Authors’ reply to Harwood, McCarthy, and FrankeBMJ 2012; 344 doi: http://dx.doi.org/10.1136/bmj.e1050 (Published 14 February 2012) Cite this as: BMJ 2012;344:e1050
- Archana Singh-Manoux, research director123
- On behalf of Mika Kivimaki, M Maria Glymour, Alexis Elbaz, Claudine Berr, Klaus P Ebmeier, Jane E Ferrie, Aline Dugravot
- 1Institut National de la Santé et de la Recherche Médicale (INSERM), U1018, Centre for Research in Epidemiology and Population Health, Hôpital Paul Brousse, 94807 Villejuif Cedex, France
- 2Department of Epidemiology and Public Health, University College London, London, UK
- 3Centre de Gérontologie, Hôpital Ste Périne, AP-HP, France
The over-riding concern about our paper is that it propagates the tradition of emphasising decline and ignoring gains that occur with ageing.1 2 3 4 This was not our intention. We wanted to answer an important research question of whether cognitive decline occurs before the age of 60, and we had the rare opportunity of using longitudinal data—three assessments over 10 years—to do so. We used established statistical methods and most of the evidence, four of the five tests, shows a significant decline in all age groups. It would have been inappropriate to draw conclusions that were based on only the vocabulary test. It is worth highlighting that the analysis yielded “mean” decline in each age group (a sum of no decline, minor decline, and major decline); our view is that better understanding of cognitive ageing will come from closer attention to the heterogeneity in the rates of decline.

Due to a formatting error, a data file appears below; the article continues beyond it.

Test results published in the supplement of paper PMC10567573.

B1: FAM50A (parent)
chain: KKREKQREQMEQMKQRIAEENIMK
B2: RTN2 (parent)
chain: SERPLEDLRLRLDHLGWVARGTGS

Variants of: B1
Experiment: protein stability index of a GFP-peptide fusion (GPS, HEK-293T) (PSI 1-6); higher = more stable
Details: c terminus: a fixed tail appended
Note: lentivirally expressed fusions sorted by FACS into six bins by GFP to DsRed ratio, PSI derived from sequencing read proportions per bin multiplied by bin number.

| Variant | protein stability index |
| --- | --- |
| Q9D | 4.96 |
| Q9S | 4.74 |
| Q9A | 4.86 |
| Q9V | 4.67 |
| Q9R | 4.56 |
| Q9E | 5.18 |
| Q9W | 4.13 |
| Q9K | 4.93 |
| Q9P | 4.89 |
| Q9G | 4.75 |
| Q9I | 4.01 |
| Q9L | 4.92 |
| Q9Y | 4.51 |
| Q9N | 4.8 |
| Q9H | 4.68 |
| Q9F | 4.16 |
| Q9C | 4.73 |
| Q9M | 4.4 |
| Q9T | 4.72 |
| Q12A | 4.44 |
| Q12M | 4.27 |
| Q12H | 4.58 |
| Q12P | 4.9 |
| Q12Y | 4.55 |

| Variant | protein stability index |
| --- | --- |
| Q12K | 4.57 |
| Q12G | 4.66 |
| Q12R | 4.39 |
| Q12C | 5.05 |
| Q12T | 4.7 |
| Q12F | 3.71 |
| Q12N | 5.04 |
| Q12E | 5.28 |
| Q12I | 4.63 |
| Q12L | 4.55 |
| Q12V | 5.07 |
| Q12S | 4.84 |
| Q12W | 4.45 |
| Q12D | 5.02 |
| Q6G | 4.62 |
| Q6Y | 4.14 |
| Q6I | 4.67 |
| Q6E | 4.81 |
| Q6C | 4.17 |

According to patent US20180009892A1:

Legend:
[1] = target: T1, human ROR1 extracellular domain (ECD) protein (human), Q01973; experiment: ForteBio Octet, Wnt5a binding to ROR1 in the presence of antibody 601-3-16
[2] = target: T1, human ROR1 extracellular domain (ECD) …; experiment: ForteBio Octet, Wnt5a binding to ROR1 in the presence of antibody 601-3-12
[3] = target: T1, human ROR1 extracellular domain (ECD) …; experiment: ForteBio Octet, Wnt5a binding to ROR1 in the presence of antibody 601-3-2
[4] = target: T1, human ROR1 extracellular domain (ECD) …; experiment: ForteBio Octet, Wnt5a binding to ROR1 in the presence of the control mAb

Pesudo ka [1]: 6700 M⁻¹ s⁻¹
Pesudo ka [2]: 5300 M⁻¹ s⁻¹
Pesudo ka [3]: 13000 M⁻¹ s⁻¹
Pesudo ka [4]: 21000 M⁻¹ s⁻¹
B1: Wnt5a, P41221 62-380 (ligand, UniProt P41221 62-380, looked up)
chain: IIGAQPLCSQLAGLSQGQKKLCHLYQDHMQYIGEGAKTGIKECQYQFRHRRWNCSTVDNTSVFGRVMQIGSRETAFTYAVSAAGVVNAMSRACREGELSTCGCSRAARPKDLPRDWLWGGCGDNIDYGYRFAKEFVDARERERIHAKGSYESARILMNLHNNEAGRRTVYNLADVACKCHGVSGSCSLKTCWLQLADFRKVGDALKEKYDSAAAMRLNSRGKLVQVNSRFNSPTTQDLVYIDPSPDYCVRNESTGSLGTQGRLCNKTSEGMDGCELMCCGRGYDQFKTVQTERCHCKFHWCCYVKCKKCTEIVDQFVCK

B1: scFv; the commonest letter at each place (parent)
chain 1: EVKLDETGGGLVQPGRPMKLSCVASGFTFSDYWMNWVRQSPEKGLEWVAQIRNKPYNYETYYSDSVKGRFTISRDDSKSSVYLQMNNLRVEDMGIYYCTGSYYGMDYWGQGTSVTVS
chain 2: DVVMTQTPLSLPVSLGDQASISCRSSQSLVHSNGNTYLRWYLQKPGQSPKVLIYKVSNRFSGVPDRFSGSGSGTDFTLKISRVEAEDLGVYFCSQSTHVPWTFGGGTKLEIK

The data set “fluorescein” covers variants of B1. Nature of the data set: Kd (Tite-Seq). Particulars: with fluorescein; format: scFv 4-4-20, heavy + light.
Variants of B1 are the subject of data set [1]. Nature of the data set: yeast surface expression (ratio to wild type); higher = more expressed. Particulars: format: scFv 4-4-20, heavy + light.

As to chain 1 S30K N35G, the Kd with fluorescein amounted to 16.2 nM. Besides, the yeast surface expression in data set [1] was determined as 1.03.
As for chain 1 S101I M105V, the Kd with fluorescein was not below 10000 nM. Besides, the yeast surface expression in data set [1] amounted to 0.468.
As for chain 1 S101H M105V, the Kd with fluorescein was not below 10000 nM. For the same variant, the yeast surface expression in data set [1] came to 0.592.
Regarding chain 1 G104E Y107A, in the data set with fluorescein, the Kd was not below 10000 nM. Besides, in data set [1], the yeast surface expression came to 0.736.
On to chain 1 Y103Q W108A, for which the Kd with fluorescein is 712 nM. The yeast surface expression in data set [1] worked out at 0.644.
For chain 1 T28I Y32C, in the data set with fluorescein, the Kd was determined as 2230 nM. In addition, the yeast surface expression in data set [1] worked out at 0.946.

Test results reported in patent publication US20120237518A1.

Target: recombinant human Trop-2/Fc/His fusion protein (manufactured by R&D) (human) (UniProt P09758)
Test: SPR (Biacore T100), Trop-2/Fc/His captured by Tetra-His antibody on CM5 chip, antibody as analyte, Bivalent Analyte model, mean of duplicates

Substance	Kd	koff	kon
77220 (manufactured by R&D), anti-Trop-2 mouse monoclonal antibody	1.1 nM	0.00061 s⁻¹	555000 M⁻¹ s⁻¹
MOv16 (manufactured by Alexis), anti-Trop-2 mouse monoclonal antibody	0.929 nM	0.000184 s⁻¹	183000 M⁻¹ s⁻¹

The timed component of the cognitive tests also attracted comment. Work demands and activities like cooking, shopping, driving, and conversation with family and friends require cognitive responses within a certain time frame. Cognitive test batteries used to study cognitive ageing are designed to assess this ability. It is important to recognise that these tests do not measure knowledge or wisdom. The finding that education does not influence the rate of cognitive decline is not new,5 6 but this does not imply that cognitive decline is natural or non-modifiable. Higher education is associated with lower risk and not the absence of risk of dementia.
Cite this as: BMJ 2012;344:e1050
Competing interests: None declared.